Canals and Client States

(Source Image: http://iims.org.uk/kra-canal-project/)

Recently we covered controversies over the Nicaragua canal project (1, 2), a massive undertaking started late last year. However, Chinese business interests are also promoting another canal, which is both closer to home and could bring China much closer to her long-term strategic goals. One might even wonder if one of these projects is partly intended to mask the other from world attention.

For centuries, imperialists of one stripe or another have envisioned building a canal across Thailand’s Kra isthmus. These visions never materialized, due mainly to the resources necessary for such a huge project. Moreover, the canal has been historically seen as a threat to the sovereignty and national integrity of Thailand, and to the Southeast Asian region as a whole.

Nevertheless, in Thailand’s more recent history, every time there has been a change of regime, the canal idea gets dug up again. Last summer, General Prayuth, speaking for the ruling military junta, again rejected the idea. By the end of that summer, however, things changed. It would appear that opposition to normalizing the military government by the United States and other G8 nations is a major factor in this change. Meanwhile, China welcomes an authoritarian Thailand as part of its peripheral sphere of influence, and so now the rulers of Thailand welcome the canal.

A Kra canal has significant implications for the future of Southeast Asia and the Indo-Pacific generally. It could shift a significant portion of maritime traffic northward and closer to China, and place it under the authority of a Chinese client state. Current routes, principally the storied Straits of Malacca, may be easily portrayed as problematic, but enjoy the freedom of international jurisdiction. It could cement China’s relationship with Thailand, Cambodia and Myanmar (and up until her most recent election, Sri Lanka) as client states, potentially leave Vietnam encircled by potentially hostile powers, and isolate other ASEAN members. Construction of the canal in Kra, as in Nicaragua, will also have significant repercussions for the environment and people of the isthmus.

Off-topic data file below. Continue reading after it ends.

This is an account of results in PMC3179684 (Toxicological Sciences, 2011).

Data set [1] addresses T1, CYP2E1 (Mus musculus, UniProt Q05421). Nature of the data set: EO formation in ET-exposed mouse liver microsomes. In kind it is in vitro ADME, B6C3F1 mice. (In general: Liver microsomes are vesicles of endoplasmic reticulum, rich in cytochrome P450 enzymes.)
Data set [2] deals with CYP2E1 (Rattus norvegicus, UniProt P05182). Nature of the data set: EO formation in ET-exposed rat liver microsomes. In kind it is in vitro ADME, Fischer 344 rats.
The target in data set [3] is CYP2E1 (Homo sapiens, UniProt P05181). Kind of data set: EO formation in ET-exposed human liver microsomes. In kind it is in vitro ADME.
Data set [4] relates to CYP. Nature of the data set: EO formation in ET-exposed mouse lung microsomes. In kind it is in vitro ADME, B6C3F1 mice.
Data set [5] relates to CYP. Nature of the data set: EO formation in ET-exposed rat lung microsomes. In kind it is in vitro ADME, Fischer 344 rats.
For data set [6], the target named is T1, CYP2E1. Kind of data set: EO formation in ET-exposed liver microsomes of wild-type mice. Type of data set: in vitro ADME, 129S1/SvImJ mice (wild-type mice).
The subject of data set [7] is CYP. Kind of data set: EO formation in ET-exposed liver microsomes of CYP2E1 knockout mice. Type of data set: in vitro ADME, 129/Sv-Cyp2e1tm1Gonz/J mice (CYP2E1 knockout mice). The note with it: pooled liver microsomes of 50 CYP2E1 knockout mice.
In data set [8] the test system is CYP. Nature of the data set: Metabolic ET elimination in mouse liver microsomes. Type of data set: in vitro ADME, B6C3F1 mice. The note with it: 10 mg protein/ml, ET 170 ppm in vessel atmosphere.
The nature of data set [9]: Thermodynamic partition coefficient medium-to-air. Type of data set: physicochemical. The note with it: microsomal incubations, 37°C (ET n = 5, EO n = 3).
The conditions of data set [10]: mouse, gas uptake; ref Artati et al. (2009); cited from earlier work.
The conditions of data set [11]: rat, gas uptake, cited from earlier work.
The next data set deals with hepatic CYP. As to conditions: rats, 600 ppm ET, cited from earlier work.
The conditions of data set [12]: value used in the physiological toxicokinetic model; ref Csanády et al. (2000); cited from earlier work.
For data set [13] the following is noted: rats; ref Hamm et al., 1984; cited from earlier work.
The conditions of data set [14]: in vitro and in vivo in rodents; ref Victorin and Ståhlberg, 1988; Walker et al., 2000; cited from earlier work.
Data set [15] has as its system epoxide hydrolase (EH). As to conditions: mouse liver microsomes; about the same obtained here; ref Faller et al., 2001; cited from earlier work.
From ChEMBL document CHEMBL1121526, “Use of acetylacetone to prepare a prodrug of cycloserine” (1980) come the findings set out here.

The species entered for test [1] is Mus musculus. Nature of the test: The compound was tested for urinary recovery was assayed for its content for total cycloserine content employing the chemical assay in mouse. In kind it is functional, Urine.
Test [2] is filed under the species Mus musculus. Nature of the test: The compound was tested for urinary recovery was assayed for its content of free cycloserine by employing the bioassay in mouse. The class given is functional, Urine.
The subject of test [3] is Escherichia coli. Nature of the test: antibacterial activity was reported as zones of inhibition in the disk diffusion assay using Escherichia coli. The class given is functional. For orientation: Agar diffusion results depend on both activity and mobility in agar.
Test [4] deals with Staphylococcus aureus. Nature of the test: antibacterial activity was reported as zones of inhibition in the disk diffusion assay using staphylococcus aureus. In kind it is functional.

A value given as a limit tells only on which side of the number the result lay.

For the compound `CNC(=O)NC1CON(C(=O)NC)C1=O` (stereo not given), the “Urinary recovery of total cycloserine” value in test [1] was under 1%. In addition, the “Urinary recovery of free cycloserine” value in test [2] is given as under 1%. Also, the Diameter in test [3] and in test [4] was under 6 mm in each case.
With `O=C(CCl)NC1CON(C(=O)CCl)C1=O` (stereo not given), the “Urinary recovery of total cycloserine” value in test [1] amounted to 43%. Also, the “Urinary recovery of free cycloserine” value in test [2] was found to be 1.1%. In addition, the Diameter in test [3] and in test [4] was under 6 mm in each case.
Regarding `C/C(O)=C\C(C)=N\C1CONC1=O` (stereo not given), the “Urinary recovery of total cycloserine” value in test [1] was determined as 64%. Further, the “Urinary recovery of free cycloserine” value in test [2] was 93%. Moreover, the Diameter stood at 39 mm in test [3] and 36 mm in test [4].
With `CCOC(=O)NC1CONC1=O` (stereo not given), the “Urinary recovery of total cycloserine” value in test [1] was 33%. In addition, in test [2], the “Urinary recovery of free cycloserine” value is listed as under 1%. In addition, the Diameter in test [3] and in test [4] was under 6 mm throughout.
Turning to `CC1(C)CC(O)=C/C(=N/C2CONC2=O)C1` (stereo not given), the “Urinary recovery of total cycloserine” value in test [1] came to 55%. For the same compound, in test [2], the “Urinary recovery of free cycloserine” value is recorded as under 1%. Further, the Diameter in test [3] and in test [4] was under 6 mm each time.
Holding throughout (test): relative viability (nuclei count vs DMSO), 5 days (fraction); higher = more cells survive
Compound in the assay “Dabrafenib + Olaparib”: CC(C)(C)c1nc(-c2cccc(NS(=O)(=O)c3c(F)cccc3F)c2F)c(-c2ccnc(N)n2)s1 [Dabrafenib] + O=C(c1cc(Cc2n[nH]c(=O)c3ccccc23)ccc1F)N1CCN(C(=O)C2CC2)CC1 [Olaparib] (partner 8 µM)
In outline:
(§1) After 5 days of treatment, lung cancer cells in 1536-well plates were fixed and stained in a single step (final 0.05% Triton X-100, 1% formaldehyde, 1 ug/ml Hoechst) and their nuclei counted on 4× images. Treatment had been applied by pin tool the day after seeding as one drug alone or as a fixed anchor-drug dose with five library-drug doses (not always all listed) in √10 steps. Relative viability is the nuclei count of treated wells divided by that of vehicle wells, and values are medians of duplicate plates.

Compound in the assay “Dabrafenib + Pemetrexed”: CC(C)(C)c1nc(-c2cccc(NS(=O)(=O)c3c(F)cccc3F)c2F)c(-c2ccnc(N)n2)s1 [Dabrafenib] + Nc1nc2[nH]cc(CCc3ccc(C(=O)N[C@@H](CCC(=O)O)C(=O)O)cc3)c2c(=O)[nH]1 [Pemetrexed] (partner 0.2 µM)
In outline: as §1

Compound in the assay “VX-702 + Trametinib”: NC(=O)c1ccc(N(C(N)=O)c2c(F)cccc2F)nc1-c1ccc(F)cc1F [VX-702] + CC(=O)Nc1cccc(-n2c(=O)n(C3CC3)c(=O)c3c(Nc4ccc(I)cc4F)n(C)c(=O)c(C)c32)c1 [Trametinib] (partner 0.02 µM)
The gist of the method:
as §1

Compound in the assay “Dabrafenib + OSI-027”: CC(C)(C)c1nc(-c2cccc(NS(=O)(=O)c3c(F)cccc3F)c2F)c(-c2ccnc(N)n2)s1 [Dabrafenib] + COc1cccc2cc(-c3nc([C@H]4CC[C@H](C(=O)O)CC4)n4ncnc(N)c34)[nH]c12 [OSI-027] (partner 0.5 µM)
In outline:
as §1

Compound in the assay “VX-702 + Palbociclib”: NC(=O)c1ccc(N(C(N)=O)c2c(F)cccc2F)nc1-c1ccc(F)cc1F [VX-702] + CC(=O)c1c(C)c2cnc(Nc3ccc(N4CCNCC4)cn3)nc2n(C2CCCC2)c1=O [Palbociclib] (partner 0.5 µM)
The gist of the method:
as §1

While the time and distance in travel saved by the canal over the Malacca Strait is likely economically minimal for container shipping, it may be more attractive for bulk shipping, including oil, which relies increasingly on the Lombok/Makassar Strait even further south. In general, a Kra canal has significantly more strategic value than economic value. It is a major step toward achieving China’s energy and geographic security goals, at the expense of other nations in the region.

Imperial Japan had designs on Kra during World War 2. Here was British Pathé’s take in 1940: http://youtu.be/s2G4XYd_Cr4

One longtime American booster of the Kra canal is Lyndon LaRouche and his eponymous, cryptoauthoritarian fringe movement which usurps the platform of the Democratic Party. This long-winded piece is chock-full of grandiose ideas and warped history: http://youtu.be/pq9QpRHJqkM


Originally published at b-copy.com on February 9, 2015.